When is it Suitable to Imply Doping???

This entry was posted in Comments about Cycling on by .

I was watching Amstel yesterday and the announcers for Eurosport were talking about the history of the the trifecta of the Ardennes Classics of Amstel, Fleche Wallone and Liege and that Davide Rebellin did it back in 2004, but implied that he was super charged for that. I guess they doubted these results since he tested positive in the Olympics in 2008 and had to sit out two years.

On Universal Sports, a couple weeks ago during Vuelta al Pais Vasco, commentators Steve Schlanger and Todd Gogulski got into a discussion about whether the winner, Nairo Quintana, a young guy from Columbia, was doping because, according to them, he rode beyond he capabilities at this race.

I’m just wondering where stepping over the line is when throwing questions out there about doping in the sport. I have to agree about Rebellin. In my book, all his results are bullshit once he got popped for EPO in China. But, they were talking about the impossibility of winning all three of the Ardennes classics.

So, since Philip Gilbert won those three races just two years ago, does that imply that he must be doping since it is such an impossibility? It seems to.

But, I’m not big on the 2nd issue at Basque Country. As the sport get cleaner, there will be many more exciting finishes and unexpected winners. I don’t think that Steve and Todd did their due diligence because this young guy, Quintana, has some pretty stellar results already. I would never publicly accuse someone, that I no virtually nothing about, of doping with no evidence at all other than winning a race.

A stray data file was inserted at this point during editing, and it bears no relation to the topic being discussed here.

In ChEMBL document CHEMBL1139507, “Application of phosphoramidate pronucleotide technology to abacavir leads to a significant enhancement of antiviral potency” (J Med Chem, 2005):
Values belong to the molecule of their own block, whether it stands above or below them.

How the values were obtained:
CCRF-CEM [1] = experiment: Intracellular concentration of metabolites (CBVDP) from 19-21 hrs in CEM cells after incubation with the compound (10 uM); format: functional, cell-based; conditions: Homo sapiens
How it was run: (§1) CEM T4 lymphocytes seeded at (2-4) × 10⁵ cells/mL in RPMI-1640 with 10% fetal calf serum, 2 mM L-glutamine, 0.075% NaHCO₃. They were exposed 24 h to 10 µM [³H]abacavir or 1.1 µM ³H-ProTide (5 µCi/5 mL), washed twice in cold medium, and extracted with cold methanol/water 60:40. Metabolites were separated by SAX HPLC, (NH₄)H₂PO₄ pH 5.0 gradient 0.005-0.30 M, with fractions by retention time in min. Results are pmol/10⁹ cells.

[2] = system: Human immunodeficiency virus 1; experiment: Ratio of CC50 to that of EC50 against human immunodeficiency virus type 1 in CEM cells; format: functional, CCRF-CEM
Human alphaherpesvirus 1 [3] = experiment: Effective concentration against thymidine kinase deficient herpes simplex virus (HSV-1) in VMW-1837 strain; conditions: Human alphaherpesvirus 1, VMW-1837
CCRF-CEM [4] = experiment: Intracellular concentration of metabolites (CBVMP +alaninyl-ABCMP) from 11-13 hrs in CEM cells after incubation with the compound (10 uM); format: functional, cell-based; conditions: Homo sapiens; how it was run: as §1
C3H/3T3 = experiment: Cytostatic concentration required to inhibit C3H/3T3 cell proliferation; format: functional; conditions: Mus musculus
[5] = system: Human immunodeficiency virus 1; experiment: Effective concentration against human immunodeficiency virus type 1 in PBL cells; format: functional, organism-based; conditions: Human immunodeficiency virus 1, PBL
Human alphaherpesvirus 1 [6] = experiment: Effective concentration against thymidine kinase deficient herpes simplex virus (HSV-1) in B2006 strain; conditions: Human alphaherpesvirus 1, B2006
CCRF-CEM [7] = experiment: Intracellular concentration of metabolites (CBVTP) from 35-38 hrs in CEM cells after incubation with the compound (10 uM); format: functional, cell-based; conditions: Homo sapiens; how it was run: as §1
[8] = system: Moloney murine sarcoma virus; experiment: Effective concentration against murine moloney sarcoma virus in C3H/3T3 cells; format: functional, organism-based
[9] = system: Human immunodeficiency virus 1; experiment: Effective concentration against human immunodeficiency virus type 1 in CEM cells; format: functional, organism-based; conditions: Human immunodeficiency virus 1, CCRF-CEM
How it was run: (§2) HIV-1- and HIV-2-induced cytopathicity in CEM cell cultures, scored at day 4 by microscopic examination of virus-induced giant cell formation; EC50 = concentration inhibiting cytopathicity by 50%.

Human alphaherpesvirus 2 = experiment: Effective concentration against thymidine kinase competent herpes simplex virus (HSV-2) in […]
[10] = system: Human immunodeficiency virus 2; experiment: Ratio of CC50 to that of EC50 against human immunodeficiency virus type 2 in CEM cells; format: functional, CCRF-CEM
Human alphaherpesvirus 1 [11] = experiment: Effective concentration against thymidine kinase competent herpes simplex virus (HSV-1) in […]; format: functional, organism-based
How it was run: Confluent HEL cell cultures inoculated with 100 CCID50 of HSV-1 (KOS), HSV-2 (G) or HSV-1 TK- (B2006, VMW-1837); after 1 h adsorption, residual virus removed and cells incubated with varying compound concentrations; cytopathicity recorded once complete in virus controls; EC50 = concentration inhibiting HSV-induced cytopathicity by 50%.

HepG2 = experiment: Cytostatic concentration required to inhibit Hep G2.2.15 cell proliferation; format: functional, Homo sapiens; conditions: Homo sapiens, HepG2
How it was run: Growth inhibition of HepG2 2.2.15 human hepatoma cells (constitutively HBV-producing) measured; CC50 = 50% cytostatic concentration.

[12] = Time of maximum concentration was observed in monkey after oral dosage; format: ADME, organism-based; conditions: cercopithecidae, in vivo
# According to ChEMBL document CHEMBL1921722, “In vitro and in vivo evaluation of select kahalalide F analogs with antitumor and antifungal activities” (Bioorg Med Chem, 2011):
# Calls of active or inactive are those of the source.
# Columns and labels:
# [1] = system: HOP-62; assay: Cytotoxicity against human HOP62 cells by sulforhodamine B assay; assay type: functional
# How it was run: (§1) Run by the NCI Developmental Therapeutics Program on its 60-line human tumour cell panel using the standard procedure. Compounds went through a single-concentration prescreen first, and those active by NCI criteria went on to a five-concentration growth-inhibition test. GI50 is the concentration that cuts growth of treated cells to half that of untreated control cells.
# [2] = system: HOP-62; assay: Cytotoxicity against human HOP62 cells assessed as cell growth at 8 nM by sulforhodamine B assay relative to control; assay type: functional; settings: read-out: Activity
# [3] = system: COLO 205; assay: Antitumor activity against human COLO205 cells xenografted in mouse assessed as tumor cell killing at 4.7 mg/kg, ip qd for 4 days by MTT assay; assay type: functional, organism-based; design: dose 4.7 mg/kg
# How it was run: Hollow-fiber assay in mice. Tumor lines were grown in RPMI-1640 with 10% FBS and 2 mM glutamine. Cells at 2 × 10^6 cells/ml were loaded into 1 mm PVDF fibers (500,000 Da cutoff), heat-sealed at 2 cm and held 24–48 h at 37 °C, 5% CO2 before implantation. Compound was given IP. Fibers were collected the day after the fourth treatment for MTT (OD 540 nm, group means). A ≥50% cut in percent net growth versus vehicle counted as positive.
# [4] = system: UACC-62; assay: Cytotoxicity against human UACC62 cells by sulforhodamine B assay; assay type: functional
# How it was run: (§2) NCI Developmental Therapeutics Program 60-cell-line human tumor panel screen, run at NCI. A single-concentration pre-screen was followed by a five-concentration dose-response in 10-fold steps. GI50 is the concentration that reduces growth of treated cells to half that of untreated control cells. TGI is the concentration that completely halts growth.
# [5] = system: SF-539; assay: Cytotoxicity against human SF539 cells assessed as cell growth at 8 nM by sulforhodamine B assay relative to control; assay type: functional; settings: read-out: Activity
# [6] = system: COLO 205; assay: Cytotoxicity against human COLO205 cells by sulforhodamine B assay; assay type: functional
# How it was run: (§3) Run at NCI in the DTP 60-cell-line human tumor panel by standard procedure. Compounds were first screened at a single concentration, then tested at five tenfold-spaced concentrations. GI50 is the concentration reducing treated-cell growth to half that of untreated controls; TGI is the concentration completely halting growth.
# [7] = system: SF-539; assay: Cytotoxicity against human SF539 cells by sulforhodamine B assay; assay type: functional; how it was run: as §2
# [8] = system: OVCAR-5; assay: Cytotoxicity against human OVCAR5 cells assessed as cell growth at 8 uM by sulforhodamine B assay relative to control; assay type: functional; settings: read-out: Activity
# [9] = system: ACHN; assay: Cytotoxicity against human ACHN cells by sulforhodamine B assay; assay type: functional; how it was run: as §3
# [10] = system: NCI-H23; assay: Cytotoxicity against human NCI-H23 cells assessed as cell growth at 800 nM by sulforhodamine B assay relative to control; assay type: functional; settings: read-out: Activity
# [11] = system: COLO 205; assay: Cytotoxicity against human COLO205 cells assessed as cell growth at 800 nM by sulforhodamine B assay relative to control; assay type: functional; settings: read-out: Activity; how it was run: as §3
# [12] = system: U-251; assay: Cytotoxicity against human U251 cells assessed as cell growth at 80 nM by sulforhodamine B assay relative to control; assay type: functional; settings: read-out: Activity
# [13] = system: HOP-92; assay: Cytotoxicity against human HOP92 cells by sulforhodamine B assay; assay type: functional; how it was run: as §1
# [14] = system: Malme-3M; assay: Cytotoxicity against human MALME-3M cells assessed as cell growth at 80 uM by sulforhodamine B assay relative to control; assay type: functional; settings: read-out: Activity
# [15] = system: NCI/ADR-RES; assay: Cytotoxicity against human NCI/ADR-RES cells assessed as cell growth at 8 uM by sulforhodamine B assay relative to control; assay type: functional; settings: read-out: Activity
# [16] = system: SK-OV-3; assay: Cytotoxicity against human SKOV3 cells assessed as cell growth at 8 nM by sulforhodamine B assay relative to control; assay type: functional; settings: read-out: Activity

When Lance was smearing everyone at the Tour and the French media was using the “you say you are clean, but everyone else you’re beating are doping, so you must be doping” rational, all the American media seemed to think this was completely unfair. I personally thought it was pretty logical thinking, but to publish it worldwide, that is another thing.

The Lance deal is logical. So if that is so logical, then now, since most of his team mates, US at least, plus a ton of the Rabobank guys and lots of others have said that they doped, if you use the same logic, then anyone that won a major race from the late 90’s until very recently must have been doping.

I get comments all the time, and lots of emails about if it’s so easy to spot who’s doping, they why don’t you call them out. I don’t call them out publicly, because it is only my opinion. My opinion isn’t evidence. It’s good enough for me, but not good enough for me to “out them” publicly. Of course I talk to my friends about unnatural bike racing that I personally witness, but I’m not going to be posting it here most likely.

A great example of the Rebellin deal is when Alexander Vinokourov won the Olympics last year. Vino had tested positive for a few things and had to sit out two years. Then he came back and made a weird statement, wearing a jersey with his own imagine on it. He never really made any remorseful statement, he just came back to his team.

The belief of a lot of people I talked to, Alexander Vinokourov tested positive, so all his results are suspect. This is my belief. All past and future results are bullshit in my opinion. Him winning a race like the Olympic Road Race was a disaster for the sport. I don’t care if he didn’t test positive at the race, I give him no credibility the least. I wish he wasn’t allowed to race and hated it that he won. But, those are “our” rules and he served his time. And I have no problem stating that here. It’s my blog and a lot of what is stated here is just my opinions.

But, I can’t really say that if the announcers of the Olympic Road Race would have implied that he was doping still, I could support that. I might agree with it, but don’t think announcers have the right to state their own opinions in situations such as these. It really isn’t fair.